I’m a pretty awkward person and sometimes life feels like a string of trailing sentences, weird pauses and failing social graces. Trivial interactions become overblown dramatic scenarios or I sometimes just forget to use my inside voice (oops). Whilst I still feel extremely uncomfortable stepping into a luxury bag store or having bell boys carry my luggage, drop me off at a three hat restaurant and I’ll still feel at ease enough to make lame dirty jokes while asking for more complimentary buns (boom boom tish).
The three of us are at est. for the latest promotion: the Sunset menu which includes an entree, main and cocktail for $50. Considering mains alone at Doyle’s darling normally go for about $60 a pop this is a pretty sweet deal.
Jenny and I are late and as we drift up in the quiet hum of the elevator I can’t help but hold my breath a little, awaiting that magical moment when the doors slide open and we step into an alternative universe: a glorious vista of white waistcoats, marble, ebony, palms and french doors.
We move through the dimly lit corridor and into the dining area, a flurry of waiters welcome us and I’m a little alarmed by all the bowing and scraping but we’re soon sauntering over to our table and perusing the wine list while buttering some sliced sourdough.
Sunset cocktail: Vodka, cranberry, elderflower liqueur and apple, Kaffir lime leaf
First to appear are the blushing cocktails, an aromatic mix topped off with a Kaffir lime leaf which slowly infuses your drink with that familiar pep; I’m smitten and we vow to recreate this at home.
Italian buffalo mozzarella with fresh peach, serrano jamon and belgian endive
The menu itself is curt and we’re given two options for the entree and main. None of us were tempted by the market fresh Oysters with ponzu and instead opted for the mozzarella with peach and jamon. Three waiters decked in white appeared and uniformly served us our entree in one elegant gesture. The mozzarella was pillowy soft and compliments the classic flavours of jamon with fruit; Jenny mused that although delicious, the dish was a little overly simplistic and something we could easily make ourselves.
Pan roasted Palmer Island Mulloway fillet, tahini yoghurt, broccolini, green peas, dukkah
For the mains we were all eyeing the pan roasted Mulloway served with a slight Middle eastern bent. The fish was cooked perfectly and the nuttiness of the tahini proved an interesting contrast to the crispy clean flavours.
Halfway through a mouthful of Cathy’s fish, I pulled out a short bone from my mouth, a passing waiter inquired whether I’m alright and on spotting the bone, paled a little before fleeing to inform our waitress and the kitchen.
Pan roasted black angus beef fillet, wasabi miso and shallot butter, pak choy
I actually wanted the fish and am normally suspicious of anything served with pak choy but for the sake of multi-dish-ism I requested the Asian influenced beef instead. A round medallion of black angus appeared with a quiff of wasabi miso butter on a puddle of jus: the fillet was incredibly tender and the grittiness of the wasabi in the butter gave each mouthful a bit of punch. Overall Jenny considered this dish a more interesting proposition whilst I thought the flavours a little jarring.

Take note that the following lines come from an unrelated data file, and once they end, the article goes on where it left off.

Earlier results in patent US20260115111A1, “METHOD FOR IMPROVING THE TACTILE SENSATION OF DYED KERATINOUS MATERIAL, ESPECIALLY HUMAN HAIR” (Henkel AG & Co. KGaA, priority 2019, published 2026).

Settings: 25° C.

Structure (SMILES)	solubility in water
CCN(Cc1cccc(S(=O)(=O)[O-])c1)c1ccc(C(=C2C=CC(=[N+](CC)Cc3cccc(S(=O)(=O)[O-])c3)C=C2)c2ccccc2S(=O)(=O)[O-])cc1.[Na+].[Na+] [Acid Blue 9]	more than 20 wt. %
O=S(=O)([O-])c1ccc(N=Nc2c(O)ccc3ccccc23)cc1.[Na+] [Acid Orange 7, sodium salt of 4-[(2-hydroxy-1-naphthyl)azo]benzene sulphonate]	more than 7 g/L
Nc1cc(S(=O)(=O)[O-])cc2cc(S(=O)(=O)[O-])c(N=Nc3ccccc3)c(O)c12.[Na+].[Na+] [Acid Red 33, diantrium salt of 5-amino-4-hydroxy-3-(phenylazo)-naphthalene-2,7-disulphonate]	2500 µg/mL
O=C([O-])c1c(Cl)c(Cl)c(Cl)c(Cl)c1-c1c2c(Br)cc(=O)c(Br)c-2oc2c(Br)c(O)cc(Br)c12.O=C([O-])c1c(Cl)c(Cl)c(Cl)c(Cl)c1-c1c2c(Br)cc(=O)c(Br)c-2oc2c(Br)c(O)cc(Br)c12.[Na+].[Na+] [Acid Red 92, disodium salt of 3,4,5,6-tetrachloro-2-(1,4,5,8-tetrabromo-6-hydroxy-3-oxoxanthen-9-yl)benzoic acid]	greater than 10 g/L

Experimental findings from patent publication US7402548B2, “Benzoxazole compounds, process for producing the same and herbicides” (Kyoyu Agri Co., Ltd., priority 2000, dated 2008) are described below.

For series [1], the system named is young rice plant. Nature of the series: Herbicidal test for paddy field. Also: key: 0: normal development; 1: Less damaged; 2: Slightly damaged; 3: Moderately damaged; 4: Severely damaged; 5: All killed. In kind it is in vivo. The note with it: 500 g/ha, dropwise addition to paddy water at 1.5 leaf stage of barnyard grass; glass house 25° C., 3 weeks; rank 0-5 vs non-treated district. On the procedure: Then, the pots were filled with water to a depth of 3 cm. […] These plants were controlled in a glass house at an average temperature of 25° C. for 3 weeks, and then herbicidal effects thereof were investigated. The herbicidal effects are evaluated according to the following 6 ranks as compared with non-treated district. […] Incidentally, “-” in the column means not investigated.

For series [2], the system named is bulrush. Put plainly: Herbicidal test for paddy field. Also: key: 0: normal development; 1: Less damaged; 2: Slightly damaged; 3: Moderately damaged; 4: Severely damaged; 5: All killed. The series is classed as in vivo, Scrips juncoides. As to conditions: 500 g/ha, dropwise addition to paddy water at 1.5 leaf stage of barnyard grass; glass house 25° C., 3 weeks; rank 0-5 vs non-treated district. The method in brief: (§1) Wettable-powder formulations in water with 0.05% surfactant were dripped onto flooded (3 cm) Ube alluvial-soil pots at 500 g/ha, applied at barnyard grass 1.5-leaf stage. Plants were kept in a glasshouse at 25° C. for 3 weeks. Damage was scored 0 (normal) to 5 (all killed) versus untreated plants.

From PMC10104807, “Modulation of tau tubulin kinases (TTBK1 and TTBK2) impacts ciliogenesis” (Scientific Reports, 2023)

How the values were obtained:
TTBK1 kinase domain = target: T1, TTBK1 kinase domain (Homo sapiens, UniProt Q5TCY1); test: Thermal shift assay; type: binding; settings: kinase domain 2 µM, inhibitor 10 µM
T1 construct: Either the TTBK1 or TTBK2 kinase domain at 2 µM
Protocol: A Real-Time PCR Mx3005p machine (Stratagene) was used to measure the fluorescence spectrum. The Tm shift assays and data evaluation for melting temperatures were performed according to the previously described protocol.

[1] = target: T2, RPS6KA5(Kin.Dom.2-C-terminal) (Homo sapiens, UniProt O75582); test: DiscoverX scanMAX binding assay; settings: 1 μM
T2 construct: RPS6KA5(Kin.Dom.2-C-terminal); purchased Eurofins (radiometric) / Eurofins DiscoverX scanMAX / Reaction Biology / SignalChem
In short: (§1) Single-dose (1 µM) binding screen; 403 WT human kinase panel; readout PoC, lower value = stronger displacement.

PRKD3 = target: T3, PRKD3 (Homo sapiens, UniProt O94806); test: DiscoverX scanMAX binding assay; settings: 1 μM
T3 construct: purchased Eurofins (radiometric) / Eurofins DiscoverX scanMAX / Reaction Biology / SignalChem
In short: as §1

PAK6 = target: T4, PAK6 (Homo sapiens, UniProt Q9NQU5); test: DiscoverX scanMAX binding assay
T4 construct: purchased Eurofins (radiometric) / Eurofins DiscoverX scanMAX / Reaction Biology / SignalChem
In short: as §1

Valrhona chocolate delice, caramelized banana, toasted rice ice cream $28
Although we’re penny pinchers, it would be blasphemous to leave without sampling a dessert. We settled on the creamy delice paired with a deliciously subtle banana cream, banana segments and a wafer thin layer of caramelised sugar which shattered on the tongue.
Vanilla bean latte cotto, berries, wafer – complimentary (normally $28)
By some strange sort of magic (or it turned out, the manager’s generosity) we’re given a second dessert to sample (perhaps something to do with a certain stray bone)! The latte cotto translates to “cooked milk”, a delicate sister of the traditional panna cotta which quivers under our spoons as we scoop up little segments along with the trail of berries.
Petite fours – complimentary (normally with tea or coffee $8)
Our sweet waitress comes by again to ask if we’d like tea or coffee but we can barely fit anything else in and so decline. However, a long plate of petite fours slide in front of our eyes, another kind gesture from the managers we suppose. Not one to waste food we divvied up the spoils of macaron, chocolate truffles, raspberry jube and basil jelly before licking our lips with satisfaction.
Although the sitting is timed we’re allowed to while away an extra hour sipping (tap) water, laughing (too) loudly and watching men with pocket squares and preening girls strut past. Maybe this isn’t quite ‘me’, but every now and again it’s good to sit in the company of the other half and pretend we’re a world away from the one we know below.
I remember Quay, Marque and Sepia vividly but always seem to fail to recall est. as being a three hatted destination. In order to make the offer viable, the food served at for the Sunset menu are simplified versions of existing est. dishes and it shows. Each element of the dish is well considered and plated with an eye for perfection however the whole never seems greater than the sum of its parts. Despite this, if money is of no concern then I could easily eat here several days a week: the dishes are timeless and never smack of fads or appear spurious. The waitstaff are efficient and act with consideration and touching small gestures (one waiter even came over to kindly push Jenny’s chair in for her as she returned from the bathrooms). If the prices make your mouth drop but you’ve always been curious, then this is a great opportunity to see what the fuss is all about.
The Sunset menu runs until the 31st of January and includes an entree, main and cocktail for $50. Bookings must be made for a 1.5hr sitting starting between 6-7pm.
a. Level 1 Establishment, 252 George Street Sydney
t. 9240 3010